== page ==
I rarely question the value of teaching. It’s something I have devoted my life to. Teaching hasn’t made me rich, because our society values money over kindness and power over people. I know this. I had merely forgotten. I guess I should be thankful I have been reminded.
If you are happy with this past election, not just who won, but the whole thing, you might as well stop reading now. If you believe hate filled words were not used then don’t waste your time reading further. It will only make you angry and there is enough anger in the world.
I can disagree with other grown-ups about a lot of things. What I will never agree about is hate.
This past election there were hateful words said and not from just one party or one candidate. If the things said in this past election were said in my classroom, my students would cringe and cry. Feeling unsafe they would cling to their parents, terrified of being left in this cauldron swirling with hate and rage and fear.
I kept waiting for a grown-up to say, “Stop.” I kept waiting for the parent in the other room overhearing their children bickering to come back and say, “Stop.”
Instead of waiting for the grown-ups, I should have been waiting for the children. For something happens between the years when we teach our children to be kind and when for grown-ups kindness is optional as long as it’s not too complicated an issue. This past election left me wondering if I have been teaching the wrong things?
If I take what I saw in this election into my classroom instead of saying, “We don’t make fun of children. We only use the names their mothers gave them,” I should be teaching,”If you are the biggest and loudest you can make fun of whoever you want.” Maybe words don’t wound and pierce and bruise as deeply as fists.
Instead of saying, “We always tell the truth, unless we are making up stories about unicorns who ride on rainbows.” I should be teaching, “Sometimes lying is okay.” Especially if it means you won’t be embarrassed or if telling the truth would cause you to lose power, friends or status.
Instead of saying, “There is enough for everyone”, I should be teaching, “Grab what you want as quickly as you can.” What’s the point of teaching a four year old that sharing play-dough is more important than grabbing it all?
Instead of saying, “We ask our friends before we give hugs because our bodies are our own,” maybe I should be teaching, “If you are the biggest, you can touch whoever you want, wherever you want.” I should be teaching young girls to get used to having their bodies touched without permission. What is the point of teaching three year old boys to keep their hands to themselves when grown men think grabbing women’s bodies is alright?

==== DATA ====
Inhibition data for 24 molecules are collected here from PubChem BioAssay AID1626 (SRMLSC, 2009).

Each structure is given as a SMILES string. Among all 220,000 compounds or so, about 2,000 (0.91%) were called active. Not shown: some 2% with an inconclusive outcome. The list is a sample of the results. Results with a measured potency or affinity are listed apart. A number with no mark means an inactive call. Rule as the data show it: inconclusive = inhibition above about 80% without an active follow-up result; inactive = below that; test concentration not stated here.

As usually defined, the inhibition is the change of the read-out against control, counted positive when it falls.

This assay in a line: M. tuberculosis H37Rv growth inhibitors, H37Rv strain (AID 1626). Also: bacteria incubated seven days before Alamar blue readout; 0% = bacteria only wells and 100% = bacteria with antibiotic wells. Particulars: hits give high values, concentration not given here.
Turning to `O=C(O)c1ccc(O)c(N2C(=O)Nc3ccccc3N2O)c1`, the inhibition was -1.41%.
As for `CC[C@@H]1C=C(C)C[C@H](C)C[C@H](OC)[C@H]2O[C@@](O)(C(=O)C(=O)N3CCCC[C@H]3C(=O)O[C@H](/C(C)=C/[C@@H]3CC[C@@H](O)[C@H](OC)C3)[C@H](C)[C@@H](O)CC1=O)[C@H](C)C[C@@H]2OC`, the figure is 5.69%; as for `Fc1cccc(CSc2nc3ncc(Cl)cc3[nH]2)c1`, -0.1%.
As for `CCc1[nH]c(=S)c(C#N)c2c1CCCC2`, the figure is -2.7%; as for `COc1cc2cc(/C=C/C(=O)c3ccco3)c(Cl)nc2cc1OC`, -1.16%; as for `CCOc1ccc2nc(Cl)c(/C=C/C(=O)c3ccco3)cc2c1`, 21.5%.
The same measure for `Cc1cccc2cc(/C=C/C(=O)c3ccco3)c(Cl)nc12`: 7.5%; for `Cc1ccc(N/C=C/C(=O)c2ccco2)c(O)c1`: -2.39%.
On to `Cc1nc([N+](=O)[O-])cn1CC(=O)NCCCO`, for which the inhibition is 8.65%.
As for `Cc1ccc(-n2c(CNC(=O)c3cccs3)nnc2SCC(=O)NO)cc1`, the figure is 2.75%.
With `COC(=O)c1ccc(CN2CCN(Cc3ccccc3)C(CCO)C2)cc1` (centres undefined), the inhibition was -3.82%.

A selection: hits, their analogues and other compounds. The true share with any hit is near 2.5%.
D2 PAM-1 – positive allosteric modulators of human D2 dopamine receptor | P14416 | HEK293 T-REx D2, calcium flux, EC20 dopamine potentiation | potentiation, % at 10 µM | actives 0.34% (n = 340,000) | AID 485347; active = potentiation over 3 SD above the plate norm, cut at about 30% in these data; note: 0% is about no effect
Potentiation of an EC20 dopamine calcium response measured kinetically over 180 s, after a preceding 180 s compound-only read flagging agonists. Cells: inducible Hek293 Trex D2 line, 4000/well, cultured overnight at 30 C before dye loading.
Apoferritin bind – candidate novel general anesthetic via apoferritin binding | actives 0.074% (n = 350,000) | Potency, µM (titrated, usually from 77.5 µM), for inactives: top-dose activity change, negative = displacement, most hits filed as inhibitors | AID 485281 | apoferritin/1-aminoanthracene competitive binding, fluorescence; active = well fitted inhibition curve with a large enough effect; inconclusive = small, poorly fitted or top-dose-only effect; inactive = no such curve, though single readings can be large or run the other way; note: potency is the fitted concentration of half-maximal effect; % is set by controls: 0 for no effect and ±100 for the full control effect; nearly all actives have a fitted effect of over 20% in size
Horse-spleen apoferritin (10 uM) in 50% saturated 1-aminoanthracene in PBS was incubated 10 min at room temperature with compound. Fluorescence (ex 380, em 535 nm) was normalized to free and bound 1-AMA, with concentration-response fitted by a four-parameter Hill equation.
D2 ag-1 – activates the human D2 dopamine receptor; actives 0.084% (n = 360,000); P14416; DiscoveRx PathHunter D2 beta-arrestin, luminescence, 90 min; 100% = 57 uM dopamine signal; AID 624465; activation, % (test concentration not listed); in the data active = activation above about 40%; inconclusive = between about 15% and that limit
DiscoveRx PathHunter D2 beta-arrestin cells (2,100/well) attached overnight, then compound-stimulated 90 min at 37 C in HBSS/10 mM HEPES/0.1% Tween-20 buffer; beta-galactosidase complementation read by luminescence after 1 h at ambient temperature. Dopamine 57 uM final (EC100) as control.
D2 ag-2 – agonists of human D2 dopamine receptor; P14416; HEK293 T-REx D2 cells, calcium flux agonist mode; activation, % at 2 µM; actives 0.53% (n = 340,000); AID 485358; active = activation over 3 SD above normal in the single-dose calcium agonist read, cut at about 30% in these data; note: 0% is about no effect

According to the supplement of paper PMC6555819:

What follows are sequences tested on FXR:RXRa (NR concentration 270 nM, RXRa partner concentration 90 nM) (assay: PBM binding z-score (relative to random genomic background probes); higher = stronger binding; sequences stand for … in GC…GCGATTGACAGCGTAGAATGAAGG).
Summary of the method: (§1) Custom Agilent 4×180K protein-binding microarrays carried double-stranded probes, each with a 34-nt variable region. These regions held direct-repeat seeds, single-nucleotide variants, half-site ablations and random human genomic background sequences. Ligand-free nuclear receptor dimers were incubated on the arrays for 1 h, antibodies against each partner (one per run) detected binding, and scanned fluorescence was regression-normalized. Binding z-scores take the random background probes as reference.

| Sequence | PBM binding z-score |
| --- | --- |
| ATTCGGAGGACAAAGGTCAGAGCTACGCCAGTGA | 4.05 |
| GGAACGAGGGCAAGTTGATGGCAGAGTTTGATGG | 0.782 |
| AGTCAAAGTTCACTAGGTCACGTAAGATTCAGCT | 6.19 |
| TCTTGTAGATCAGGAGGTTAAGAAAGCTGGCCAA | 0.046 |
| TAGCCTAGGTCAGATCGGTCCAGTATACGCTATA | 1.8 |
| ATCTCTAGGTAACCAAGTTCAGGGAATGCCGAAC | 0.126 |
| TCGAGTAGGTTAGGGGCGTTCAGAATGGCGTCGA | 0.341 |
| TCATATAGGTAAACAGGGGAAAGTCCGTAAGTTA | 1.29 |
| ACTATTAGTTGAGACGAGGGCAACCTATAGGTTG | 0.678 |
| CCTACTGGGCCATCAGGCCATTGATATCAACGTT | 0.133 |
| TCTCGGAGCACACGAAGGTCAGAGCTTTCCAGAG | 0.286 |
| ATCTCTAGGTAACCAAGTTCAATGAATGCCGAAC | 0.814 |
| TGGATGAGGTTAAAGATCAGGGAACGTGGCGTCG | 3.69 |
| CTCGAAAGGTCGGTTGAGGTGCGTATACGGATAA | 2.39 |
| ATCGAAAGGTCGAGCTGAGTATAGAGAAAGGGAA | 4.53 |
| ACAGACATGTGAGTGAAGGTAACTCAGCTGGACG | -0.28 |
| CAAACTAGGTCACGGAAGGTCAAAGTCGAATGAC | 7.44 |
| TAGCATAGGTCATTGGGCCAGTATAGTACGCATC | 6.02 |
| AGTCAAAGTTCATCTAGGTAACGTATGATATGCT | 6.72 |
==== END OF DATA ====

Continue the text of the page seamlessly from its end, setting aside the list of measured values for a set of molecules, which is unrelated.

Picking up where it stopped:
So parents if this is the world you want for your children then don’t come to me if your child gets pushed down at school. Tell them to toughen up.
If your girl comes home crying because the boys are kissing her even though she told them to stop. Tell her that’s just how boys are.
Don’t ask me how you can teach your child that honesty is important. Teach them to be a better liar.
Don’t tell me your child’s feelings were hurt because they are being called names. Teach them hateful words they can say in response. Teach them how to spot someone weaker to bully for there is always someone weaker.
Don’t tell me your child is sad and feels left out. Teach them not everyone belongs. Teach them the world is not kind. Teach them there are different rules for different people.
My whole life’s work was nearly decimated by this past election. I don’t know what result would have made me feel any less sickened. I knew grown-ups wanted change. I knew grown-ups were working hard and feeling they weren’t getting ahead. I knew grown-ups were fearful of being hurt by other grown-ups. I knew grown-ups thought other grown-ups were responsible for bad things.
And yet, even with all of this I thought the grown-ups would show up and finally say, “Kindness matters. Nothing matters if we lose our basic humanity.” But they didn’t. Perhaps instead of waiting for the grown-ups I should have been waiting for the children.
So grown-ups go ahead and get back to doing what you do. I will get back to teaching children to be kind in the hopes that when it is their turn to be grown-ups they will show up and do better.